Speaking of critters - this is something to keep in mind in general! I'd be lying if I said I wasn't anxious about the things that could hurt my baby down here. From poisonous snakes to scorpions to tarantulas to stray/ territorial dogs to crocodiles - there definitely is danger for any doggie, let alone a small one, unfortunately.

You have to weigh the pros and cons - if your anxiety with these dangers is too much for the benefit of bringing your dog, and the length of your trip isn't very long, leave them with friends and family. Since I'll be down here for an extended period of time, I didn't want to leave her in the U.S. I keep her on a leash almost always, avoid having her in piles of leaves, and watch what she's sniffing. While most dogs down here are off leash dogs, her safety and my peace of mind is more important.


Luckily, the town I'm in is pretty dog friendly - she comes with me to the yoga classes I teach, restaurants if I splurge, friends' houses, etc. I won't leave her alone on the beach while I surf because she is so little and I worry about the other dogs, but many people do.


Overall, I am so glad I brought Irie down here with me. She is loving the beach, and loves chasing flies and little geckos (which aren't poisonous to dogs, even if injected. I checked😉). I'm sure she misses her friends and family back home, as I do, but I'm sure she would have missed her momma more.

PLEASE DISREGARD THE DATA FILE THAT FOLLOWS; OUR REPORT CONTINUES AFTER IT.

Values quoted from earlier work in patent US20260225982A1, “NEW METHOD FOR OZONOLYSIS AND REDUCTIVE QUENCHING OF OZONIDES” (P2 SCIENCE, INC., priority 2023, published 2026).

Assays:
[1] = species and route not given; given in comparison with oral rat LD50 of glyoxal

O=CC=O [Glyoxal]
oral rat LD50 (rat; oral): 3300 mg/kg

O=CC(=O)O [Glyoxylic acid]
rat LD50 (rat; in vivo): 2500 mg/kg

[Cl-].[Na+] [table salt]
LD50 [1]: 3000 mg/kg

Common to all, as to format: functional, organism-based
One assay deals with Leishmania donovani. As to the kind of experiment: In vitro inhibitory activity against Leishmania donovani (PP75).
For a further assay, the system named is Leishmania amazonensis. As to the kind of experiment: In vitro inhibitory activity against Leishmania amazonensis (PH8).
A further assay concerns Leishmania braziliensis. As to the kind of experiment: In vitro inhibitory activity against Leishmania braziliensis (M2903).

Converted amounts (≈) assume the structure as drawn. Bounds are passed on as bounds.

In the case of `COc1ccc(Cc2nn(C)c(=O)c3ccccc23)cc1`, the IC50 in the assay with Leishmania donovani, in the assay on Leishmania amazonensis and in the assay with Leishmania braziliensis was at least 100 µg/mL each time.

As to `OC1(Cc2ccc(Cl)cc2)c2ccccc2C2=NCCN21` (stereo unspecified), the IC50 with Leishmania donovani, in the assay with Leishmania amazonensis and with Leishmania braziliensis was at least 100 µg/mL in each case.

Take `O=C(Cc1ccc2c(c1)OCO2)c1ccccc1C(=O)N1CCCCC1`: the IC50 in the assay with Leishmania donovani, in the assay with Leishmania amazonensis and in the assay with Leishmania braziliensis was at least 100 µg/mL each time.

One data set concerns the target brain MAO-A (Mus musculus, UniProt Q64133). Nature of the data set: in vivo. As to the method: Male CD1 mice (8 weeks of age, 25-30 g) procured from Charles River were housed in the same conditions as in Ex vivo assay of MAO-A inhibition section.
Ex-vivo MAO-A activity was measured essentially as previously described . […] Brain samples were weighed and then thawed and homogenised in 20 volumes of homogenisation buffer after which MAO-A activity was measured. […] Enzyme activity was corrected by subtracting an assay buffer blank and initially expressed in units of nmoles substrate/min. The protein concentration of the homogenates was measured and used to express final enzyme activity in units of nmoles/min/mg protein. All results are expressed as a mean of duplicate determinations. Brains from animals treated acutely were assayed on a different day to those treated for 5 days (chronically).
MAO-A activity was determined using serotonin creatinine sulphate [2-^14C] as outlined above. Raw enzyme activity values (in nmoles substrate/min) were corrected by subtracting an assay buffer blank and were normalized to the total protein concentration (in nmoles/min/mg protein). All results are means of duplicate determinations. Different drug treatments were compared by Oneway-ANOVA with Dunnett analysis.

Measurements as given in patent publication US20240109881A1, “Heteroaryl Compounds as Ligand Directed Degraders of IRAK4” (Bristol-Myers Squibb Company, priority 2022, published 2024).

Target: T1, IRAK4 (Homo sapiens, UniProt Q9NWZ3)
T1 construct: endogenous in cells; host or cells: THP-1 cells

Pura Vida,

Jordan and Irie


P.S. Curious about how I can afford to travel so much? One of the big reasons is Going! I have been using Going since 2019 to find affordable flights. Check them out here.


P.S.S. Want to visit another country but aren't sure how to book reliable and safe tours and excursions? I love Viator! Viator is a well-vetted company that does all of the work for you when organizing tours. The site has reviews from other people who have done the tour. Explore tours via Viator here.


P.S.S.S. This blog post contains affiliate links😉